Living in a rough neighborhood, Israel has always had to rely on its seaports to get goods from its global trading partners. Alon Hassan, the head of the port workers union of the Ashdod, has long being suspected of questionable business practices, and now the police have added another question mark next to his name.
Israel Hayom leads the way with an appropriately aquatic pun as a headline, “A sea of corruption.” Inside it describes how a yearlong undercover investigation led to the arrest of union leader Alon Hassan for bribery and extortion. After being arrested, the court in Petah Tikva extended the remand for Hassan for seven days, noting the seriousness and complexity of the charges against him.
Dan Margalit weighs in on the investigation, comparing it to the classic movie “On the Waterfront.” He calls the whole affair “classic organized crime” and marvels at how hard it must have been for the police to infiltrate. He urges the public to give the police time to prove their case, but also urges the police “not to act carelessly and lazily as they did in the forged document released by Ashkenazi’s office [referring to former IDF chief Gabi Ashkenazi and the Harpaz affair].”
Yedioth Ahronoth, also using “A sea of corruption” to headline its article (is there only one maritime pun?), goes into a bit more detail about who else was nabbed with Hassan. With a nifty infographic it shows how “all paths lead to Hassan” with those arrested accused of corruption and promoting the interests of Hassan’s private companies over those of the port.
Also included in the coverage is sidebar about how Ashkenazi is involved in the case. The paper reports that Ashkenazi was called Tuesday night to the police to provide information about the port as it connected to his role as director of the Shemen (oil) company, whose owners have been named in the port investigation and one of whom has been put under house arrest. The paper points out that Ashkenazi himself is not under suspicion of any wrongdoing.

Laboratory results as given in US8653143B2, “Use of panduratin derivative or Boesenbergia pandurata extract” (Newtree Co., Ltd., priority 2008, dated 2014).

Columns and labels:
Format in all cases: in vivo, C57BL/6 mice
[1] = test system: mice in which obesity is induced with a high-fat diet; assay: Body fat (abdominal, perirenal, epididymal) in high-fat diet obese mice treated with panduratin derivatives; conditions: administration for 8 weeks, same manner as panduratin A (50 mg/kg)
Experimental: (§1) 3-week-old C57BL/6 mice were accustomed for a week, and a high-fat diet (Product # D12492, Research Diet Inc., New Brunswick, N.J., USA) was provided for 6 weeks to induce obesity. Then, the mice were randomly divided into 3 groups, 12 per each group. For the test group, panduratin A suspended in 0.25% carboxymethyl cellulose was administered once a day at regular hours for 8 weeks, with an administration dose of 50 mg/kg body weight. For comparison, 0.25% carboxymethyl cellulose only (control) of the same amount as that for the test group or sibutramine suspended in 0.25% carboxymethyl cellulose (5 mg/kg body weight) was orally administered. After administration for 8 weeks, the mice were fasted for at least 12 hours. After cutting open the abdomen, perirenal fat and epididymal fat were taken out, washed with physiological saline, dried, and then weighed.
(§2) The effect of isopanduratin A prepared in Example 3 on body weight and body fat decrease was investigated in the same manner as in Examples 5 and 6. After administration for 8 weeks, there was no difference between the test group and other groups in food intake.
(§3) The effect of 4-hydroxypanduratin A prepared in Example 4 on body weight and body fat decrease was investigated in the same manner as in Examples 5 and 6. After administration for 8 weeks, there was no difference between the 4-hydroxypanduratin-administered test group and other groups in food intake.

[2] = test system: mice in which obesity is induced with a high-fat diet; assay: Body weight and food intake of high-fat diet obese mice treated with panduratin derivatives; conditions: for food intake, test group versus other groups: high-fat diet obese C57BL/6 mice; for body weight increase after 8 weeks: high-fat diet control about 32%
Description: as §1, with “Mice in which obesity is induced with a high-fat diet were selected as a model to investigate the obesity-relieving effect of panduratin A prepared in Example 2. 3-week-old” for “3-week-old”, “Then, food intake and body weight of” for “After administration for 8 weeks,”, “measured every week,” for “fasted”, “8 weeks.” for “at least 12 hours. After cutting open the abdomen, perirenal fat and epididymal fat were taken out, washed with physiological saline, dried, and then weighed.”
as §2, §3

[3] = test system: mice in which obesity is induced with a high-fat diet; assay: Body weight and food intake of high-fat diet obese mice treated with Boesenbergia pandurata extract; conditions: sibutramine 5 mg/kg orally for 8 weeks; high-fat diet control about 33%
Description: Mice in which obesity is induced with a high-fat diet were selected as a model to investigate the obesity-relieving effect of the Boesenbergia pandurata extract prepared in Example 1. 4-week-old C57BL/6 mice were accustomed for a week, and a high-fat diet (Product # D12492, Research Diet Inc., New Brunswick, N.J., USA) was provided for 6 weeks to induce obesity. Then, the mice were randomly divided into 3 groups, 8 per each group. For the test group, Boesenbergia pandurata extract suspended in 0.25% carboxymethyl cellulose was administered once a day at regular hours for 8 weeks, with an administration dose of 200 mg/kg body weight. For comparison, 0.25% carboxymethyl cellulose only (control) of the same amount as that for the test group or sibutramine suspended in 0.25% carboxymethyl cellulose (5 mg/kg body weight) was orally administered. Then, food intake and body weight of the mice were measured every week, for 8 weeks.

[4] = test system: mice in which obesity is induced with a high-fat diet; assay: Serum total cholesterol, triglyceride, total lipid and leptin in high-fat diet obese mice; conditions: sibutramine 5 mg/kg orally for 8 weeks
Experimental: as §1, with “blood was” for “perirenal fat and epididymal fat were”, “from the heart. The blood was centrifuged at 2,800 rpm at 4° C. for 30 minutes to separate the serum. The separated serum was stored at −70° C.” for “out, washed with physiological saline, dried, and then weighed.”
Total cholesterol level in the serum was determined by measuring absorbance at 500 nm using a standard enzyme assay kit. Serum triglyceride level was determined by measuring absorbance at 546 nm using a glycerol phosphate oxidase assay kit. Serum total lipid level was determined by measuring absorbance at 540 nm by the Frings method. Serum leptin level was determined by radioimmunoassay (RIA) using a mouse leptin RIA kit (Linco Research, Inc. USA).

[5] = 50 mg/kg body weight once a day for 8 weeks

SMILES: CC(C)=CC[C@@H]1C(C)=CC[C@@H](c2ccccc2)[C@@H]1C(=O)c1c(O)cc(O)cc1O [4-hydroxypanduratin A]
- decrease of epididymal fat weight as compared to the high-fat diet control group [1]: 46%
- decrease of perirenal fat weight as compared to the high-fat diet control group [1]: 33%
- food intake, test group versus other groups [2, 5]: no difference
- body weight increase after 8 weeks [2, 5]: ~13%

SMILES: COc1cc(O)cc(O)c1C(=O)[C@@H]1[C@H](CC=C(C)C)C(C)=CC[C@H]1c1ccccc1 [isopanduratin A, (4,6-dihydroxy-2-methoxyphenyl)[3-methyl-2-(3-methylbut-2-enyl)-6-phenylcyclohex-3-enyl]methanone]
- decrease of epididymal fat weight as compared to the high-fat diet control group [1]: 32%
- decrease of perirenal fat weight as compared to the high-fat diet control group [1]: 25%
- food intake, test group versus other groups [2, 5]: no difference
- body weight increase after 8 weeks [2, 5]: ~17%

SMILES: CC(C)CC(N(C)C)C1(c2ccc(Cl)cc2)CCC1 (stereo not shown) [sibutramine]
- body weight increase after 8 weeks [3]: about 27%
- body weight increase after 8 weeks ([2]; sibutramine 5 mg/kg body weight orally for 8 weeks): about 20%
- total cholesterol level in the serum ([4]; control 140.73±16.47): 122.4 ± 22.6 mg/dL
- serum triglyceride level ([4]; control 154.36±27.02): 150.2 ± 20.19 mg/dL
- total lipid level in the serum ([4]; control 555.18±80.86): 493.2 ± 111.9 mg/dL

Haaretz puts a picture of Hassan on its front page but the paper’s top story is politics. Haaretz gets into the election spirit by releasing the results of a survey it commissioned about who the public would like to see as the next president. The results: Reuven Rivlin takes the top spot with 31% of the public behind him. Coming in second with 22% is non-Knesset member and Nobel Prize winner Professor Dan Shechtman. However, the paper quickly points out the futility of its survey: “This data is relatively meaningless as the president is chosen by the Knesset and not the general public. Previous presidential elections have shown that Knesset members do what they want, and don’t listen to the wishes of the public.”
Yedioth includes a short article on one person who is not running for president: David Levy. “Staying in Beit She’an,” is how the paper describes Levy’s non-campaign. Aside from refusing to run for president, Levy also refused to say who he supported in the election.
New battles, old wars
It has been a few days since there has been a flare-up between the IDF and the treasury, but it seems the IDF has fired another metaphorical shot. Yedioth reports that the IDF just canceled a major air defense exercise and is reducing the hours for reserve pilots to fly. The reason for the reductions is money, as the IDF says it simply cannot afford to pay for the exercises or the flight time. A major exercise was scheduled to begin on Sunday and last through Thursday.
While the IDF is begging for more money, prosecutors are seeking to reopen an old case against Ehud Olmert. Haaretz reports that the former prime minister, who was recently convicted for accepting bribes, was also convicted two years ago of breach of trust in the Talansky Affair (another corruption case) but was otherwise acquitted. Now based on recordings received from Shula Zaken, Olmert’s former aide who turned against him, Olmert allegedly interfered in the trial by convincing Zaken not to testify against him. No word yet if the case will be reopened.
Over in Israel Hayom, the paper reports that the testimony of Rabbi Yoshiyahu Pinto could “break everything open” in the case against former police commander Menashe Arviv. Pinto arrived in Israel on Tuesday and went straight to Jerusalem for hours of testimony, where he allegedly discussed the favors he gave Arviv. However, police will only seriously consider Pinto’s claims if he can provide hard evidence against Arviv and pass a polygraph test.
Wednesday is Jerusalem Day and Yedioth celebrates by printing short poems and songs about Jerusalem every few pages. Sharing a page with a Jerusalem poem is Justin Timberlake, who himself was in Jerusalem on Tuesday. Timberlake is performing on Wednesday night in Tel Aviv but was seen praying at the Western Wall on Tuesday. He must have put his set list in the Wall, as Yedioth prints what it thinks he’ll be performing.
According to Israel Hayom, Netanyahu and the other government ministers will be celebrating Jerusalem Day at a ceremony on Ammunition Hill, where a prominent battle took place during the Six Day War. Additionally the paper reports that the government has pledged 50 million shekels (about $14.3 million) to rebuild the “Glory of Israel” synagogue in the Jerusalem’s Jewish Quarter. Housing Minister Uri Ariel laid the cornerstone for the synagogue on Tuesday and said, “Jerusalem is the heart of the nation. It is impossible to cut it into pieces, just like you can’t cut the heart out of the body.”